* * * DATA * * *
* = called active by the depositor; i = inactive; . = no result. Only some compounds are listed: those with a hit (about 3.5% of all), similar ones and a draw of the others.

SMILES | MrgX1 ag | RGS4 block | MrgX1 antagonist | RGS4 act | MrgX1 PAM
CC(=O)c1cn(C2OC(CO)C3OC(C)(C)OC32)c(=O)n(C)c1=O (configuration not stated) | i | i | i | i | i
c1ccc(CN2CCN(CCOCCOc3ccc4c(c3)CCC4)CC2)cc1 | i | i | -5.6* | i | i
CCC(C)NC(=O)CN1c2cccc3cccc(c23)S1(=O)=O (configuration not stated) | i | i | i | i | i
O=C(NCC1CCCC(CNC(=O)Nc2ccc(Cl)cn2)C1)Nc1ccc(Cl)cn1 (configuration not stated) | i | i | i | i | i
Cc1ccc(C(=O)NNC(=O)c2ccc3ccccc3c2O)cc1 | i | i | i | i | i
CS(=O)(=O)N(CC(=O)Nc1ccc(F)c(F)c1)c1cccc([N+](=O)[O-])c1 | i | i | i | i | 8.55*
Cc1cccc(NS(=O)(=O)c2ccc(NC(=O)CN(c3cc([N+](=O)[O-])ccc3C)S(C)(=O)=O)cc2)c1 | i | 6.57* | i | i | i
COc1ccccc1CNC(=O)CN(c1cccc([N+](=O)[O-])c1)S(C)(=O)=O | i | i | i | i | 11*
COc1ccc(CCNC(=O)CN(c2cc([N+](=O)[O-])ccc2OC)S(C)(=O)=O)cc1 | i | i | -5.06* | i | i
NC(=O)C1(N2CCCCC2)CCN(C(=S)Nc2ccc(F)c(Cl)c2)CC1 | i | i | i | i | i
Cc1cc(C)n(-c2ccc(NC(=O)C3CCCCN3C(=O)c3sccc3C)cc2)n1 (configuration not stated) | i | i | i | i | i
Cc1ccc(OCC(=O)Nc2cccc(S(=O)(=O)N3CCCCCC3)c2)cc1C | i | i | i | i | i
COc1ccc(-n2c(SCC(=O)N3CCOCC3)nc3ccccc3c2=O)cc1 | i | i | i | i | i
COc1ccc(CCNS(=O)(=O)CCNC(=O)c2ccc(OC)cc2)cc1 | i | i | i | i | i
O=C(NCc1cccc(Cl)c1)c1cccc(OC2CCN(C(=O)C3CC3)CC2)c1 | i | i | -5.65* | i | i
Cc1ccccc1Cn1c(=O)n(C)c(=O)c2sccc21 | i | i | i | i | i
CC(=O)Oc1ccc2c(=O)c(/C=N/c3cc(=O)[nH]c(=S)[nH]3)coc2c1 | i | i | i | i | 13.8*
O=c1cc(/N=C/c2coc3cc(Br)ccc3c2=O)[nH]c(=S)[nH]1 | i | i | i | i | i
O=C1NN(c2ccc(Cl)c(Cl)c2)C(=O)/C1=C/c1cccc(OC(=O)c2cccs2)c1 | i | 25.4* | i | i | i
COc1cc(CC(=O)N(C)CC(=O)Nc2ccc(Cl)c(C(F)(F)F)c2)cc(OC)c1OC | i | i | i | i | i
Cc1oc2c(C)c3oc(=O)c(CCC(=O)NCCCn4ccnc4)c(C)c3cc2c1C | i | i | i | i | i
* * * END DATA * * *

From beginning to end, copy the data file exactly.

* = called active by the depositor; i = inactive; . = no result. Only some compounds are listed: those with a hit (about 3.5% of all), similar ones and a draw of the others.

SMILES | MrgX1 ag | RGS4 block | MrgX1 antagonist | RGS4 act | MrgX1 PAM
CC(=O)c1cn(C2OC(CO)C3OC(C)(C)OC32)c(=O)n(C)c1=O (configuration not stated) | i | i | i | i | i
c1ccc(CN2CCN(CCOCCOc3ccc4c(c3)CCC4)CC2)cc1 | i | i | -5.6* | i | i
CCC(C)NC(=O)CN1c2cccc3cccc(c23)S1(=O)=O (configuration not stated) | i | i | i | i | i
O=C(NCC1CCCC(CNC(=O)Nc2ccc(Cl)cn2)C1)Nc1ccc(Cl)cn1 (configuration not stated) | i | i | i | i | i
Cc1ccc(C(=O)NNC(=O)c2ccc3ccccc3c2O)cc1 | i | i | i | i | i
CS(=O)(=O)N(CC(=O)Nc1ccc(F)c(F)c1)c1cccc([N+](=O)[O-])c1 | i | i | i | i | 8.55*
Cc1cccc(NS(=O)(=O)c2ccc(NC(=O)CN(c3cc([N+](=O)[O-])ccc3C)S(C)(=O)=O)cc2)c1 | i | 6.57* | i | i | i
COc1ccccc1CNC(=O)CN(c1cccc([N+](=O)[O-])c1)S(C)(=O)=O | i | i | i | i | 11*
COc1ccc(CCNC(=O)CN(c2cc([N+](=O)[O-])ccc2OC)S(C)(=O)=O)cc1 | i | i | -5.06* | i | i
NC(=O)C1(N2CCCCC2)CCN(C(=S)Nc2ccc(F)c(Cl)c2)CC1 | i | i | i | i | i
Cc1cc(C)n(-c2ccc(NC(=O)C3CCCCN3C(=O)c3sccc3C)cc2)n1 (configuration not stated) | i | i | i | i | i
Cc1ccc(OCC(=O)Nc2cccc(S(=O)(=O)N3CCCCCC3)c2)cc1C | i | i | i | i | i
COc1ccc(-n2c(SCC(=O)N3CCOCC3)nc3ccccc3c2=O)cc1 | i | i | i | i | i
COc1ccc(CCNS(=O)(=O)CCNC(=O)c2ccc(OC)cc2)cc1 | i | i | i | i | i
O=C(NCc1cccc(Cl)c1)c1cccc(OC2CCN(C(=O)C3CC3)CC2)c1 | i | i | -5.65* | i | i
Cc1ccccc1Cn1c(=O)n(C)c(=O)c2sccc21 | i | i | i | i | i
CC(=O)Oc1ccc2c(=O)c(/C=N/c3cc(=O)[nH]c(=S)[nH]3)coc2c1 | i | i | i | i | 13.8*
O=c1cc(/N=C/c2coc3cc(Br)ccc3c2=O)[nH]c(=S)[nH]1 | i | i | i | i | i
O=C1NN(c2ccc(Cl)c(Cl)c2)C(=O)/C1=C/c1cccc(OC(=O)c2cccs2)c1 | i | 25.4* | i | i | i
COc1cc(CC(=O)N(C)CC(=O)Nc2ccc(Cl)c(C(F)(F)F)c2)cc(OC)c1OC | i | i | i | i | i
Cc1oc2c(C)c3oc(=O)c(CCC(=O)NCCCn4ccnc4)c(C)c3cc2c1C | i | i | i | i | i